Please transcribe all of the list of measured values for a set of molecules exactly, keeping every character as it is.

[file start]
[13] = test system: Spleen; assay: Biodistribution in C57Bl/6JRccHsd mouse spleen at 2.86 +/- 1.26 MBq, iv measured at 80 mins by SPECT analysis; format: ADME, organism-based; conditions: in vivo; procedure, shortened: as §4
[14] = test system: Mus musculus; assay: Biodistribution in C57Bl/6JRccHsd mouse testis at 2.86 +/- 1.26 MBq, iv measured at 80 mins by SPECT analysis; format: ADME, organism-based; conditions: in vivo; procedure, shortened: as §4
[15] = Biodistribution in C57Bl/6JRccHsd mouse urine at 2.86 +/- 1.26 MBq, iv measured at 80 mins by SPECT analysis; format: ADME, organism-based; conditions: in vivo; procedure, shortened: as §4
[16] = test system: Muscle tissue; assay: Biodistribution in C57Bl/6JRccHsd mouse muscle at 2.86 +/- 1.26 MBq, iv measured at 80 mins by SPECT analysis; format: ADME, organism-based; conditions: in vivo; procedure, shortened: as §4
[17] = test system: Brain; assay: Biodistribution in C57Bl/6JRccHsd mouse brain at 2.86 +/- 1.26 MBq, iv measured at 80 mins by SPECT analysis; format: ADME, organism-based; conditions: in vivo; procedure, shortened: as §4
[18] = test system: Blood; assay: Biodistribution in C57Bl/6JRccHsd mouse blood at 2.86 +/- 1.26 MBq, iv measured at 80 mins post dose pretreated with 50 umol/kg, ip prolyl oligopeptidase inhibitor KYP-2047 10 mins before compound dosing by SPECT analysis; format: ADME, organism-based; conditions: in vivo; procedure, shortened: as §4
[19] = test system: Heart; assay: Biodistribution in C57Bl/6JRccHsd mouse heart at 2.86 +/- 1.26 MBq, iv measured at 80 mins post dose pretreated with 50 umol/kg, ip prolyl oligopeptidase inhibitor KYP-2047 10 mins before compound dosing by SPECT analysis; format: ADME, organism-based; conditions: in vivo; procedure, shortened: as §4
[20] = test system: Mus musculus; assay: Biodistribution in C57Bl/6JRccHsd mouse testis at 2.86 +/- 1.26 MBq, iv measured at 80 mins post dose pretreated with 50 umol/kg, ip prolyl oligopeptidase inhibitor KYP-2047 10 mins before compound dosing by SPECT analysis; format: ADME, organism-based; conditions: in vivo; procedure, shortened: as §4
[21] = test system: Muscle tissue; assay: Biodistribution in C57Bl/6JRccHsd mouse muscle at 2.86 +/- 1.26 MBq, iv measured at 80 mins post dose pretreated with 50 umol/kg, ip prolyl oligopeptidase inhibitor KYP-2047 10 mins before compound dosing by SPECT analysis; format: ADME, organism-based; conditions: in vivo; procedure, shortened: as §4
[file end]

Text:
[13] = test system: Spleen; assay: Biodistribution in C57Bl/6JRccHsd mouse spleen at 2.86 +/- 1.26 MBq, iv measured at 80 mins by SPECT analysis; format: ADME, organism-based; conditions: in vivo; procedure, shortened: as §4
[14] = test system: Mus musculus; assay: Biodistribution in C57Bl/6JRccHsd mouse testis at 2.86 +/- 1.26 MBq, iv measured at 80 mins by SPECT analysis; format: ADME, organism-based; conditions: in vivo; procedure, shortened: as §4
[15] = Biodistribution in C57Bl/6JRccHsd mouse urine at 2.86 +/- 1.26 MBq, iv measured at 80 mins by SPECT analysis; format: ADME, organism-based; conditions: in vivo; procedure, shortened: as §4
[16] = test system: Muscle tissue; assay: Biodistribution in C57Bl/6JRccHsd mouse muscle at 2.86 +/- 1.26 MBq, iv measured at 80 mins by SPECT analysis; format: ADME, organism-based; conditions: in vivo; procedure, shortened: as §4
[17] = test system: Brain; assay: Biodistribution in C57Bl/6JRccHsd mouse brain at 2.86 +/- 1.26 MBq, iv measured at 80 mins by SPECT analysis; format: ADME, organism-based; conditions: in vivo; procedure, shortened: as §4
[18] = test system: Blood; assay: Biodistribution in C57Bl/6JRccHsd mouse blood at 2.86 +/- 1.26 MBq, iv measured at 80 mins post dose pretreated with 50 umol/kg, ip prolyl oligopeptidase inhibitor KYP-2047 10 mins before compound dosing by SPECT analysis; format: ADME, organism-based; conditions: in vivo; procedure, shortened: as §4
[19] = test system: Heart; assay: Biodistribution in C57Bl/6JRccHsd mouse heart at 2.86 +/- 1.26 MBq, iv measured at 80 mins post dose pretreated with 50 umol/kg, ip prolyl oligopeptidase inhibitor KYP-2047 10 mins before compound dosing by SPECT analysis; format: ADME, organism-based; conditions: in vivo; procedure, shortened: as §4
[20] = test system: Mus musculus; assay: Biodistribution in C57Bl/6JRccHsd mouse testis at 2.86 +/- 1.26 MBq, iv measured at 80 mins post dose pretreated with 50 umol/kg, ip prolyl oligopeptidase inhibitor KYP-2047 10 mins before compound dosing by SPECT analysis; format: ADME, organism-based; conditions: in vivo; procedure, shortened: as §4
[21] = test system: Muscle tissue; assay: Biodistribution in C57Bl/6JRccHsd mouse muscle at 2.86 +/- 1.26 MBq, iv measured at 80 mins post dose pretreated with 50 umol/kg, ip prolyl oligopeptidase inhibitor KYP-2047 10 mins before compound dosing by SPECT analysis; format: ADME, organism-based; conditions: in vivo; procedure, shortened: as §4